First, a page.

Business is always changing. New ideas are eclipsing antiquated ones, concepts are being realized at record pace and more people are seeking innovative ways to make their mark on the business landscape. Take Lia Ditton, for example. A British artist and professional sailor, Lia is designing the first-ever digital orchestra using the ocean as inspiration. BOLD recently sat down with Lia to discuss the many aspects of this unique project.
BOLD: The thought of turning a state-of-the-art race boat into a digital orchestra is extremely intriguing. What was the genesis behind this idea?
LD: The idea for the Open Boat Orchestra (OBO) was seeded back in 2002, when I watched the America’s Cup live on television for the first time. When the boat tacked, the jib moved so swiftly across the bow that it simply went flunk! The next sound was ghrrrr! The main wasn’t being trimmed, it was trimmed: one single action, one sound bite! So I began thinking, what if you could hear all the other dynamic forces at play? What would that sound like?
When load sensors began appearing on boats, I realized that through technology, the dynamic forces at play were now measurable and that the experience of sailing as a whole—with all its nuances of acceleration, deceleration, inertia, momentum and motion—could be turned into audio. What’s more, the physical journey of sailing non-stop around the world could be shared and brought to life for millions of people, through the universal language of music.
BOLD: What do you hope to accomplish with this initiative?
LD: Already tipped by the British press to be ‘The Voice of the Ocean,’ the core mission behind the OBO project is to engage millions of people worldwide with the ocean, only in a new, upbeat, participative and compelling way. The OBO Box—the technology we are developing in order to translate the forces of wind and waves, as well as the physical journey of the boat and crew, into music—has never been done before. The underlying business objective, which sprung out of overwhelming public interest, is to bring the OBO Box to market for sail or motor boaters to experience.
As a sailor, what excites me is that by listening into the boat as it ‘composes,’ we may be able to trim the boat to a degree beyond what it is possible to see or feel. Lifeboat drivers and race boat helms, for example, will be able to take in other elements outside their area of immediate visual focus. We foresee families with young children or teenagers engaging through the technology with boating in a novel and interesting way.
Pleasure aside, the OBO Box has huge potential as a learning tool for mariners around the world, as it will teach them to be more aware of the dynamics of a boat in motion, how one element reacts with another and the harmonies that occur when all elements are running at their optimum. For example, alarm settings are common aboard ships, but through the OBO Box we can tailor the sound of those alarms to the cause of the problem. From the sensory impaired to anyone heading into shallow waters or preparing to anchor, an audible depth sounder made possible by the OBO Box could become the norm.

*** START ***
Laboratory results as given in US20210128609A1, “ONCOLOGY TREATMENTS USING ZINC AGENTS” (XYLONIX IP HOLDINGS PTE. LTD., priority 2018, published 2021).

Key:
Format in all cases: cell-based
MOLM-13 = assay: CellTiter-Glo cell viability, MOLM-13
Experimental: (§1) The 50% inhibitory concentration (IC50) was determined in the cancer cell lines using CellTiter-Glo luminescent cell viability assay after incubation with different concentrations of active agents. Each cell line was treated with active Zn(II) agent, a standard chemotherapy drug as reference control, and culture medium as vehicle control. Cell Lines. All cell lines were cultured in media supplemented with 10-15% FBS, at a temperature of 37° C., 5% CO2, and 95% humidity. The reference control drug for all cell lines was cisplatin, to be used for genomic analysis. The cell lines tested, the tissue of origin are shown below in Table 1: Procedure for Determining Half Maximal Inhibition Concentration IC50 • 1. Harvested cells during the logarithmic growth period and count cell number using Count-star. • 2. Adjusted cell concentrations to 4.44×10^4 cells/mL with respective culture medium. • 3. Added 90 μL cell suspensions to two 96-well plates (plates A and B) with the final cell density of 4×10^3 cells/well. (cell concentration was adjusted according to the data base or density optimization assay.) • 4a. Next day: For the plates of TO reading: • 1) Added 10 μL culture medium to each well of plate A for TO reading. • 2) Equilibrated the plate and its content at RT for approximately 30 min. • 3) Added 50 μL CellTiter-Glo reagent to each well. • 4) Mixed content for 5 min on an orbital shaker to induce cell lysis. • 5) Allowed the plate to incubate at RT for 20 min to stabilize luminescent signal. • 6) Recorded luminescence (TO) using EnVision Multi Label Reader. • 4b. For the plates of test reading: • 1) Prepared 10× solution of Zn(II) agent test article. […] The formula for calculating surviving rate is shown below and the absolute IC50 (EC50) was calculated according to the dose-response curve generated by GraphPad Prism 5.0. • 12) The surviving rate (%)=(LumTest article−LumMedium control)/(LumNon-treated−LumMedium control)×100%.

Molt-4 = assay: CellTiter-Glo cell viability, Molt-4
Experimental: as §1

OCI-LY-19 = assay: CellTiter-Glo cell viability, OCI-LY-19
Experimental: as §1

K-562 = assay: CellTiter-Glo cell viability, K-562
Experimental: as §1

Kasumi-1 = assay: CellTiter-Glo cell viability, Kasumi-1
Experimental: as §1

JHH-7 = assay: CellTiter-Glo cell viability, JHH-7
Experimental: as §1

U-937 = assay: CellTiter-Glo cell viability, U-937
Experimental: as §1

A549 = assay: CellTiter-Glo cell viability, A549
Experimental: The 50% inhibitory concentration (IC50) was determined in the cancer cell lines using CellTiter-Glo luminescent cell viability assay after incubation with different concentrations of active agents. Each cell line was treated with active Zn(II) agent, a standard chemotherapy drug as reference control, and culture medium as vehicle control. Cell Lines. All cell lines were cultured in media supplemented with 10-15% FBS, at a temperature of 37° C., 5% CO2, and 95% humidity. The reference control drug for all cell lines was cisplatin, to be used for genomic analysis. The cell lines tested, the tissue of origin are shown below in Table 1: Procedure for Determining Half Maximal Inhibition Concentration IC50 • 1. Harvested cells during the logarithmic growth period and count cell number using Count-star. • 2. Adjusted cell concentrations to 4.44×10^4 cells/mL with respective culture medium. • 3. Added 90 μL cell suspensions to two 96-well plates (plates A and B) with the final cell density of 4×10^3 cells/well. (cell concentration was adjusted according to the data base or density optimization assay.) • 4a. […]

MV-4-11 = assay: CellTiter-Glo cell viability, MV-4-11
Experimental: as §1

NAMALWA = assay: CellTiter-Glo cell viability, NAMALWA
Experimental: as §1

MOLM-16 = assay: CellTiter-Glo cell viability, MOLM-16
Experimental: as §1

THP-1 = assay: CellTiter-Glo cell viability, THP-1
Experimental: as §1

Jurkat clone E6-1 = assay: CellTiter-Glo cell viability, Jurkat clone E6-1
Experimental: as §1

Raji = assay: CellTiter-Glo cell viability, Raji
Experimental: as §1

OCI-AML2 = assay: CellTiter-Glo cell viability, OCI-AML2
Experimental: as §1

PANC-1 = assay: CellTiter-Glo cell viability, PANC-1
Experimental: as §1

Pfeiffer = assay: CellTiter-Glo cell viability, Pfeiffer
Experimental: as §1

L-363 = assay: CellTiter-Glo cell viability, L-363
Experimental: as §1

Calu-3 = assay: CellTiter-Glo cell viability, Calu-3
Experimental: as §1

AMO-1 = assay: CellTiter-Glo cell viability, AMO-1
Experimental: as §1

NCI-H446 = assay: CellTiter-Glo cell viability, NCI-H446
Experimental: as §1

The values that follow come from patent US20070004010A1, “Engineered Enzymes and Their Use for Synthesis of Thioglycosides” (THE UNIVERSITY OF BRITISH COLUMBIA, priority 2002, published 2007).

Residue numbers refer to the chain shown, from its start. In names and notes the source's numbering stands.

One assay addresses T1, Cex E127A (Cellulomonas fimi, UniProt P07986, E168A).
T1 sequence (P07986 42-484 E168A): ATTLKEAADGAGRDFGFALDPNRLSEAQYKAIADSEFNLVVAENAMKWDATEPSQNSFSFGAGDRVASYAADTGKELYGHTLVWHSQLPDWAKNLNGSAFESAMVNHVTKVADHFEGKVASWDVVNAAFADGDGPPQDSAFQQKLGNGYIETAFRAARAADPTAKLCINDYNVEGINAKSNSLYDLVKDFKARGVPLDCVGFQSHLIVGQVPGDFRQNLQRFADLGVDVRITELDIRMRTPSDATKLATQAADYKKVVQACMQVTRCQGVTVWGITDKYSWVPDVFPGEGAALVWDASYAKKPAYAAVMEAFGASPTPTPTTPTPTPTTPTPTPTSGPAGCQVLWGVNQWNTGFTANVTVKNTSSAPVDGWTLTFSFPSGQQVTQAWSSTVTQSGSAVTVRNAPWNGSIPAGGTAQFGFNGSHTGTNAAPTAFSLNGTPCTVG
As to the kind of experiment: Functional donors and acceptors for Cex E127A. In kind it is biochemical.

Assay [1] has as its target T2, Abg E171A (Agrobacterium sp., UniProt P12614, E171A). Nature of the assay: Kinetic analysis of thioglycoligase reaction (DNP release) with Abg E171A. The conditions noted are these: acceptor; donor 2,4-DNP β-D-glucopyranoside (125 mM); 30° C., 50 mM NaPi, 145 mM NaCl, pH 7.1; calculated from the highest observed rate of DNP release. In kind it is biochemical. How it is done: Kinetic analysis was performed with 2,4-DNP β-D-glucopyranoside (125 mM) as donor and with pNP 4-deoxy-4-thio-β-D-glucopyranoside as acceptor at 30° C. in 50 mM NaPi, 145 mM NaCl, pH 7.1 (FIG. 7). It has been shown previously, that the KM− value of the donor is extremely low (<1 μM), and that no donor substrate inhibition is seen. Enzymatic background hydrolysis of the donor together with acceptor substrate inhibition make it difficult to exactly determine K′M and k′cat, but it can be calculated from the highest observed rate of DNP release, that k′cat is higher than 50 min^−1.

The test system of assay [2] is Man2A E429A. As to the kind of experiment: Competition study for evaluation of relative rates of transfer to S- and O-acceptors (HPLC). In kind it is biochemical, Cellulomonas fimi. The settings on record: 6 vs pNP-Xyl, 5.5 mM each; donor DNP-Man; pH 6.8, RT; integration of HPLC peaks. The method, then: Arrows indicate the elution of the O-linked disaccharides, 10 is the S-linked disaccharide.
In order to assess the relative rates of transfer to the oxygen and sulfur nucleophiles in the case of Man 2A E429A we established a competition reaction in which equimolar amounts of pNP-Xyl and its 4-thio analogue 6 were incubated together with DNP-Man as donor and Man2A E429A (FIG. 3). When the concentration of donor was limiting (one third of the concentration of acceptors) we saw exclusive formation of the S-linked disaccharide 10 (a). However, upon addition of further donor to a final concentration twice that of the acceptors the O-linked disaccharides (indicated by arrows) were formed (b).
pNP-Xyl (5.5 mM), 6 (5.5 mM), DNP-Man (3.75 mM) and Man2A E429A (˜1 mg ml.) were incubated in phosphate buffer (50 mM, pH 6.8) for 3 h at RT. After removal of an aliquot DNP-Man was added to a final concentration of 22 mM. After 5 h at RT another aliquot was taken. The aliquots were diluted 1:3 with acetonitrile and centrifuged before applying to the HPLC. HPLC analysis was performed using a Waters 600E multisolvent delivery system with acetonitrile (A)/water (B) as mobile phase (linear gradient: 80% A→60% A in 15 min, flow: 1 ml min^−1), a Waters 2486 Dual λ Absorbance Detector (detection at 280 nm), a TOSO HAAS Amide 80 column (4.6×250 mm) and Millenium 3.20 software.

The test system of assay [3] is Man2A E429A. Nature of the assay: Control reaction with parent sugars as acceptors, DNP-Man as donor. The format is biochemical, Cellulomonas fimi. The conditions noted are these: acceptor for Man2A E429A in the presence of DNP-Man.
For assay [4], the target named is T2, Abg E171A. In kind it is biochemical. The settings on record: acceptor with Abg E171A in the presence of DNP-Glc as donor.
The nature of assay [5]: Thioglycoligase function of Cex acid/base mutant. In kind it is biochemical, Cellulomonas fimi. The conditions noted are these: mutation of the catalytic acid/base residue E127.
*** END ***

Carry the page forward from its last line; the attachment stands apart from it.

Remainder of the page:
BOLD: How are you leveraging partners to accomplish your goals?
LD: In the wake of the BP oil disaster, there has never been a more apt time to address the issue of the condition of the oceans. OBO will partner with a new charity called the BLUE Marine Foundation to deliver a lasting legacy of positive change, as well as raise awareness of the critical need for a global network of marine reserves. Its mission is to raise the proportion of the oceans under protection from one percent to 10 percent in 10 years. The charity’s official launch is at the end of September, and by partnering with them, we can share resources and double our reach.
BOLD: What have you learned so far while working on this project? What has it taught you about life and business?
LD: I’ve learned to passionately believe in what you do and to keep the faith through rejections or setbacks— these are strong keys to success. What I didn’t realize at the beginning was that companies weren’t just buying into my OBO concept; they were buying into me, as well. When it comes down to it, it is passion combined with due diligence (and a good idea!) that really sells. Success in life is like success in business— I’ve always admired people who are dogged, who just never give up.
BOLD: How can business minds, entrepreneurs and fans of the project contribute?
LD: The more people know about the OBO project and what it has to offer in return, the more likely it is to succeed. I invite business minds, entrepreneurs and existing fans to communicate the project among their networks. To help them do that, there is a YouTube channel, a Web site and a Facebook page.